As far as where it came from - pretty sure all the mud puddles and the completely saturated, nasty mud we have here. It has been a brutal winter and spring for dampness and humidity. I don't know if I'm paying attention to it more now that I have chickens, but I don't remember last year or the year before being so difficult on my chickens. I battled mold all winter and now this. I'm about ready to move to AZ!
     
  6. ZooMummzy

    ZooMummzy Queen of the Zoo

    Mar 31, 2008
    Philomath, Oregon
    Quote:Thank you for the bump [​IMG]

    We sure do and I don't know about you, but it's been a really rough year for my chickens! The last two years I never had a single issue at all and now this year, all I've done is battle mold all winter and now the run issue. Mine is completely saturated too and stinks. Every dry day I rake and sprinkle with DE. I never let the water stand in the run but sometimes the puddles form before I can get out there. On the numerous sites I went to, I found that they can even get it from eating bugs that live in the ground or in the water and feed on rotted grains, feed, etc. It's just overwhelming. Thanks for the quick lime thought. I will look into it. Is is safe for chickens? I've never used lime, just DE.
     
  7. Kim65

    Kim65 Chillin' With My Peeps

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    Quote:That's definitely something I didn't know. Now I'm going to do some reading on this!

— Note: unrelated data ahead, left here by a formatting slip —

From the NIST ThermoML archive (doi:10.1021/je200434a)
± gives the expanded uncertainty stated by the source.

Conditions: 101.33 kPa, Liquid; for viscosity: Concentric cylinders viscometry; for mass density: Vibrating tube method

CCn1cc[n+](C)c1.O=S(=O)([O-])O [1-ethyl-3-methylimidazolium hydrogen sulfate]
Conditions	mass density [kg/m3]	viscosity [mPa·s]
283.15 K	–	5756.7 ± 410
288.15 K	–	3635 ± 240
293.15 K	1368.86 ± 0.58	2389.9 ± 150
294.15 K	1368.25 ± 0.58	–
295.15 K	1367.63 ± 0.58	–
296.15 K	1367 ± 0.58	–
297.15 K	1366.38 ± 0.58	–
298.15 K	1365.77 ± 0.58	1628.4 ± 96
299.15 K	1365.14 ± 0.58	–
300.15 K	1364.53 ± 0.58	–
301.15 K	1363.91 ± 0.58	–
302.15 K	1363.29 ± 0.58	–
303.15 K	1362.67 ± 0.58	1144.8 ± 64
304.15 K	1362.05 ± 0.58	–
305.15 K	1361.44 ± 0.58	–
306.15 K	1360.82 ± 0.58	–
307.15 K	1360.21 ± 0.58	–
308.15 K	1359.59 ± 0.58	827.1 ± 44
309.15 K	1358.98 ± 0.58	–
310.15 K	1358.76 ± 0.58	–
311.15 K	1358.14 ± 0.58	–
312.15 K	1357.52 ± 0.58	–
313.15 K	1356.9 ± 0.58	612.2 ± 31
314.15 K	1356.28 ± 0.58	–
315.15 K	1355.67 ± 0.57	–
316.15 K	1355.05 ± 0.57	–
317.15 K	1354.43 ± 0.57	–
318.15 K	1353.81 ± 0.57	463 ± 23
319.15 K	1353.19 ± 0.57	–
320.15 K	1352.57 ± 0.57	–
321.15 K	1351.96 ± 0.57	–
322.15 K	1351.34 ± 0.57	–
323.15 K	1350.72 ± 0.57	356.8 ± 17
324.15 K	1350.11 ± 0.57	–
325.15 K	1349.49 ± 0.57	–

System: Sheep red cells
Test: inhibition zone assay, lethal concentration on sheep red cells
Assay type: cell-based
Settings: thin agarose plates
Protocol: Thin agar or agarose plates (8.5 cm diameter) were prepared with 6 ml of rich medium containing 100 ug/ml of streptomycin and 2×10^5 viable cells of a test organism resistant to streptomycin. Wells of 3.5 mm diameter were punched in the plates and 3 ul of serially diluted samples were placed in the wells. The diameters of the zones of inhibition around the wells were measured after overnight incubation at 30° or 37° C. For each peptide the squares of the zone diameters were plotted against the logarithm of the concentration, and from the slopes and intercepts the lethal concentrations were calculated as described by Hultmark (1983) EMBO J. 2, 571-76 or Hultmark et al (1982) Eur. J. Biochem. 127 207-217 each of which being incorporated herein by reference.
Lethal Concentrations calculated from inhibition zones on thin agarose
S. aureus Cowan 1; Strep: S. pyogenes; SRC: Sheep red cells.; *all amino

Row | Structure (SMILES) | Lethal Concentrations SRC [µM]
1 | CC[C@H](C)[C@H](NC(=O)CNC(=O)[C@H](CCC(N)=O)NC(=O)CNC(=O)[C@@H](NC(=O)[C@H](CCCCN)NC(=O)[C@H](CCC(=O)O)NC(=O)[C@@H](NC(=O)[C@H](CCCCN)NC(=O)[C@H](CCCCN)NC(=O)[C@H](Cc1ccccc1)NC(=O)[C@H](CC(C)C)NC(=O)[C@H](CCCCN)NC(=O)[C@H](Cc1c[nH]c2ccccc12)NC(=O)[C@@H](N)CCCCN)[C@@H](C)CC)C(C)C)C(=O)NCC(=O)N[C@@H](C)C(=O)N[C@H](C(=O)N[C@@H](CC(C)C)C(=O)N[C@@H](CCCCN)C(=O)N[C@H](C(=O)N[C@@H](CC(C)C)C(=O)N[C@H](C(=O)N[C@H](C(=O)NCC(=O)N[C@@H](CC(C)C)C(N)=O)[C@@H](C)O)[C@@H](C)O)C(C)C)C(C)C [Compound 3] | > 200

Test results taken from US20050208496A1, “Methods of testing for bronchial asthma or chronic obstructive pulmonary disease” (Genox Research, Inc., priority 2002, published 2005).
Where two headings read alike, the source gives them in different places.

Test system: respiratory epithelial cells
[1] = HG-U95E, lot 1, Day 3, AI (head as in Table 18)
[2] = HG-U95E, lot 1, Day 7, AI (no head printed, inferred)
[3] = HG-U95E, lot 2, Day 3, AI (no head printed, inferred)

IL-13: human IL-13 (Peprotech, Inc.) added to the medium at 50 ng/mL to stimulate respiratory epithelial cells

8. ZooMummzy

    ZooMummzy Queen of the Zoo

    Mar 31, 2008
    Philomath, Oregon
    I didn't know it either, thank you. Something else to learn about.

    My chicken died in my arms an hour ago. I took him and the other OEGB that died a couple hours prior to him into the lab for necropsy. Hopefully by the end of the week I will have some answers as to what is going on in my flock. I am just devastated.
     
  9. Kim65

    Kim65 Chillin' With My Peeps

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    Oh no [​IMG]

    I figure you must be pretty overwhelmed by all this right now. I hate to throw more stuff at you, but I thought of the feed. An outbreak of botulism can also be from a "bad" batch of feed. Botulinum spores have been found contaminating animal feeds as well. It's another possible source, anway. I would notify the manufacturer of the feed of your possible botulism outbreak, at least the deaths of several birds eating that feed.

    It turns out there is a vaccine for Clostridium Botulinum that has been successfully used on ducks and mice.

    And Patjness is right, the antitoxin used for enterotoxemia is for C. perfringens, and would not work for C. botulinum at all. It is the exotoxin versus the enterotoxin thing. Even the "famous" veterinarians for the zoos have been unable to save many of the rare and valuable animals in their care. If we can't save them, we should go easy on ourselves ((((hugs)))))

    All the rest of us in this area are suffering the stinking mud and humidity, and I wonder why some folks have botulism type illnesses (you'll find out for sure [​IMG] ) and some not (cross my fingers here). There are other sources of contamination, which is why I bring up their feed.

    I'm so sorry about your favorite rooster. So sorry for your loss [​IMG]
     
  10. Kim65

    Kim65 Chillin' With My Peeps

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    Another thing I read is that C. botulinum can't survive in an acidic environment. Thus, low acid canning has special precautions, like for green beans.

    What would improve soil acidity?

    Definitely NOT quick lime, it neutralizes acids. It looks like elemental sulfur acidifies soil, folks use it for blueberries and other acid loving plants.